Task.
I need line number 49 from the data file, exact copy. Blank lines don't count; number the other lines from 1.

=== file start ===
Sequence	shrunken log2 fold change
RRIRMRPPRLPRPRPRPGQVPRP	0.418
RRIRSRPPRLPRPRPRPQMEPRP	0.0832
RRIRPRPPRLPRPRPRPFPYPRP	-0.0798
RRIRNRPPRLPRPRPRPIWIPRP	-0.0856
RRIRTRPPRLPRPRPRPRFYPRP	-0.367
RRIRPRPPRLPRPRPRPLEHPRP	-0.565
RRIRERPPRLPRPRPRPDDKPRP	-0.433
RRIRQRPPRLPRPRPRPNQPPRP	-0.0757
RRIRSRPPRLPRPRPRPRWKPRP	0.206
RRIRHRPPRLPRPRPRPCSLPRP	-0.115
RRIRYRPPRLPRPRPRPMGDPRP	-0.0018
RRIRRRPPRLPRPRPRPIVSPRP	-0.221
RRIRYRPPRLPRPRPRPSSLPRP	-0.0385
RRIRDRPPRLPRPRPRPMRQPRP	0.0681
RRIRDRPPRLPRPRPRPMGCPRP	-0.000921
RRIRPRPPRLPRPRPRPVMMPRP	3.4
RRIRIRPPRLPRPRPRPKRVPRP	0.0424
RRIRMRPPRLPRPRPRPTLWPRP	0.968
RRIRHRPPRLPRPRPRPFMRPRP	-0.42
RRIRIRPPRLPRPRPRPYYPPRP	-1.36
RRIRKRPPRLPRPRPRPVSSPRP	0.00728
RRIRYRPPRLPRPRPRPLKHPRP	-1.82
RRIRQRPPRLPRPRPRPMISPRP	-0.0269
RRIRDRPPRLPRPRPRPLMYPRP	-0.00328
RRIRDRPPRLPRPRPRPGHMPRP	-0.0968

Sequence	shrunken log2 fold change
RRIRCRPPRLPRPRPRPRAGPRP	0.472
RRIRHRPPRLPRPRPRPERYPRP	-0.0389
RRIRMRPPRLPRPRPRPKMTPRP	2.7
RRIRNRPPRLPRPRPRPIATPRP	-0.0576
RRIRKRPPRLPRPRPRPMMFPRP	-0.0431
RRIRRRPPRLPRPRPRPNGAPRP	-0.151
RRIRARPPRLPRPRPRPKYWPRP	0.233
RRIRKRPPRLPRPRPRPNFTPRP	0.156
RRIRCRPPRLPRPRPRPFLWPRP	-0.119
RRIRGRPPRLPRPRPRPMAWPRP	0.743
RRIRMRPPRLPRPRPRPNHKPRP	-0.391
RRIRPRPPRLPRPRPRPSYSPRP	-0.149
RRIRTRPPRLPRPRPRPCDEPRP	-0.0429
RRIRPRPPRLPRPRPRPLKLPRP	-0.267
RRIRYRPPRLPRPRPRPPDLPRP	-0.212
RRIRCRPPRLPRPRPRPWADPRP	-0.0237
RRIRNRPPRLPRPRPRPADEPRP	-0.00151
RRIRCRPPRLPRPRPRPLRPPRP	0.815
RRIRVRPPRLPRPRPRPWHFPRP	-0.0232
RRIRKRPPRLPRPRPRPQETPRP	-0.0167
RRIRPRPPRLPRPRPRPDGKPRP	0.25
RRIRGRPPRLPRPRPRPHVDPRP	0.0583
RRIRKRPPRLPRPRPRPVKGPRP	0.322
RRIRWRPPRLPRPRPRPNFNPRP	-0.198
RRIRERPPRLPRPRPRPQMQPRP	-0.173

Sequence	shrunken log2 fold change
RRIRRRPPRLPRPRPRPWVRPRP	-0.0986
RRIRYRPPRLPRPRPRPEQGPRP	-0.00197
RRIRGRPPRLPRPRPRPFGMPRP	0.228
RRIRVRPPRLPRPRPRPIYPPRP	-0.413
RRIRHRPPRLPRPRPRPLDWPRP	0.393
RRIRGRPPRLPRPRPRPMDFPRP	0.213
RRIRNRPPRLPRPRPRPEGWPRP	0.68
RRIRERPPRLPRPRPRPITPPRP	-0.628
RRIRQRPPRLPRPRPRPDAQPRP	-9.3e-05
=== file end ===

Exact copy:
RRIRGRPPRLPRPRPRPHVDPRP	0.0583